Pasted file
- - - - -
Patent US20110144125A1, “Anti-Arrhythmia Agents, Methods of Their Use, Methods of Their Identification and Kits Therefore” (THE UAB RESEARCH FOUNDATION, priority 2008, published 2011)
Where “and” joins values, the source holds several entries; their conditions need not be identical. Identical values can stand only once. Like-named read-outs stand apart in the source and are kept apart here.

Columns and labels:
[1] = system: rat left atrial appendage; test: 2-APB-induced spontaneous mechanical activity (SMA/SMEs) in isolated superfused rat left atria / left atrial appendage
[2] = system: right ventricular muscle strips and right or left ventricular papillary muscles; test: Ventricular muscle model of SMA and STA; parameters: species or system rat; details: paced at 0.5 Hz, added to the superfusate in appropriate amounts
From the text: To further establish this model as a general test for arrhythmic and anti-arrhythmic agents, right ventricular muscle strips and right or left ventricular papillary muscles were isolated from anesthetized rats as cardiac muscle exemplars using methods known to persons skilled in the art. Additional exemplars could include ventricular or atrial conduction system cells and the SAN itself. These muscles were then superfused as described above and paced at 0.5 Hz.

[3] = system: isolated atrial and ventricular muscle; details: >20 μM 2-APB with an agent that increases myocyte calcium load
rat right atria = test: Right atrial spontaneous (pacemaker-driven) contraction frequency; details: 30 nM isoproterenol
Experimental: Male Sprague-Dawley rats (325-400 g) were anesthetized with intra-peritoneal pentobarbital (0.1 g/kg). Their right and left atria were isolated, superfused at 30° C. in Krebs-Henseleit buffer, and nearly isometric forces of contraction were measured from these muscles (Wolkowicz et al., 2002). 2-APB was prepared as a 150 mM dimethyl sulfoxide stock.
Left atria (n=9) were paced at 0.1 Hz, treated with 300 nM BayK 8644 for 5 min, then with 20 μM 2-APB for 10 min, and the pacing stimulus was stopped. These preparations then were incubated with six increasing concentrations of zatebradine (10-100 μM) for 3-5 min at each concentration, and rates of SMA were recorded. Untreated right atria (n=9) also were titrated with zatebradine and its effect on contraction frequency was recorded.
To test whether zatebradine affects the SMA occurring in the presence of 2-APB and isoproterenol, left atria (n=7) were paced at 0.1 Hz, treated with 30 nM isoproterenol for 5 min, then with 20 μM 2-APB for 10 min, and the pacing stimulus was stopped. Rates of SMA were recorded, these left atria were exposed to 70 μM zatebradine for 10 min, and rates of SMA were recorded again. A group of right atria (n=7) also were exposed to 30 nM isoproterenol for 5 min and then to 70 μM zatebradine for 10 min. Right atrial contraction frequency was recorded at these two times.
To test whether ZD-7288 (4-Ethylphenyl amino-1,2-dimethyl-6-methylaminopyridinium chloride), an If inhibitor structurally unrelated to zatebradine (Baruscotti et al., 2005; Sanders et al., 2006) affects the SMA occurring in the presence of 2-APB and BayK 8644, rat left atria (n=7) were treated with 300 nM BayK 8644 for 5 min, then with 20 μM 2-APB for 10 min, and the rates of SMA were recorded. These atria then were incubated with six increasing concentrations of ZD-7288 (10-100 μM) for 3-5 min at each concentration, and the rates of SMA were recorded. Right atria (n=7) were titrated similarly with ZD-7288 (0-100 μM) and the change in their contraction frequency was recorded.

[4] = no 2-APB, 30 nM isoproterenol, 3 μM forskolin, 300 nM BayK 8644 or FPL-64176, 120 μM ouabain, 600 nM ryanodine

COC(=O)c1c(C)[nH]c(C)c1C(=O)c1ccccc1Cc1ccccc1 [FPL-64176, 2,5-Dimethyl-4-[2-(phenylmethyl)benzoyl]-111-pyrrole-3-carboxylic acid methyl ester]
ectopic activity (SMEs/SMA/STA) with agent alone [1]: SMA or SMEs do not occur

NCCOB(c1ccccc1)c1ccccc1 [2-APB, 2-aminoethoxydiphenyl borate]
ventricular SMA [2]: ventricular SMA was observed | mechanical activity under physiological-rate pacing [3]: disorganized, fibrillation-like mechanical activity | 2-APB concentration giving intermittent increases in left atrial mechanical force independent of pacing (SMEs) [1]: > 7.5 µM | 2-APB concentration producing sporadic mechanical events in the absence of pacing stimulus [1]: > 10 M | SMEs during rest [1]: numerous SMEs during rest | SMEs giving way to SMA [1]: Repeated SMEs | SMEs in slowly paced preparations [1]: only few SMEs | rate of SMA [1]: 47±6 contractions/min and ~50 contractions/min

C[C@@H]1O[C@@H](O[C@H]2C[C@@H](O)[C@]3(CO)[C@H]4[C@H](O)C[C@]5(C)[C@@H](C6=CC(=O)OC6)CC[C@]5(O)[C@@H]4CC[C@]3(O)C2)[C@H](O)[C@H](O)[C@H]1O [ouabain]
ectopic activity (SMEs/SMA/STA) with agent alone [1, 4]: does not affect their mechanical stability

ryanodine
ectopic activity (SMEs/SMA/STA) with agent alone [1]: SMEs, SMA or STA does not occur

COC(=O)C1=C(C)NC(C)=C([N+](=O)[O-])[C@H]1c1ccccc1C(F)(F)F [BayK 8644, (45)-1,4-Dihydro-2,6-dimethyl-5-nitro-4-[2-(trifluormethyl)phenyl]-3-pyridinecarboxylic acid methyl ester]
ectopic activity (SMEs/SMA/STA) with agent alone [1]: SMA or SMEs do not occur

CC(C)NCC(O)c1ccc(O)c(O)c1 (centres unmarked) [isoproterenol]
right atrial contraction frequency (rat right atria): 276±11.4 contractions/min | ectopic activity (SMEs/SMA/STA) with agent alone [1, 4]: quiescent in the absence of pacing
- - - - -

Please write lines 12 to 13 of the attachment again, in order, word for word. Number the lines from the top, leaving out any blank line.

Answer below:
To test whether ZD-7288 (4-Ethylphenyl amino-1,2-dimethyl-6-methylaminopyridinium chloride), an If inhibitor structurally unrelated to zatebradine (Baruscotti et al., 2005; Sanders et al., 2006) affects the SMA occurring in the presence of 2-APB and BayK 8644, rat left atria (n=7) were treated with 300 nM BayK 8644 for 5 min, then with 20 μM 2-APB for 10 min, and the rates of SMA were recorded. These atria then were incubated with six increasing concentrations of ZD-7288 (10-100 μM) for 3-5 min at each concentration, and the rates of SMA were recorded. Right atria (n=7) were titrated similarly with ZD-7288 (0-100 μM) and the change in their contraction frequency was recorded.

[4] = no 2-APB, 30 nM isoproterenol, 3 μM forskolin, 300 nM BayK 8644 or FPL-64176, 120 μM ouabain, 600 nM ryanodine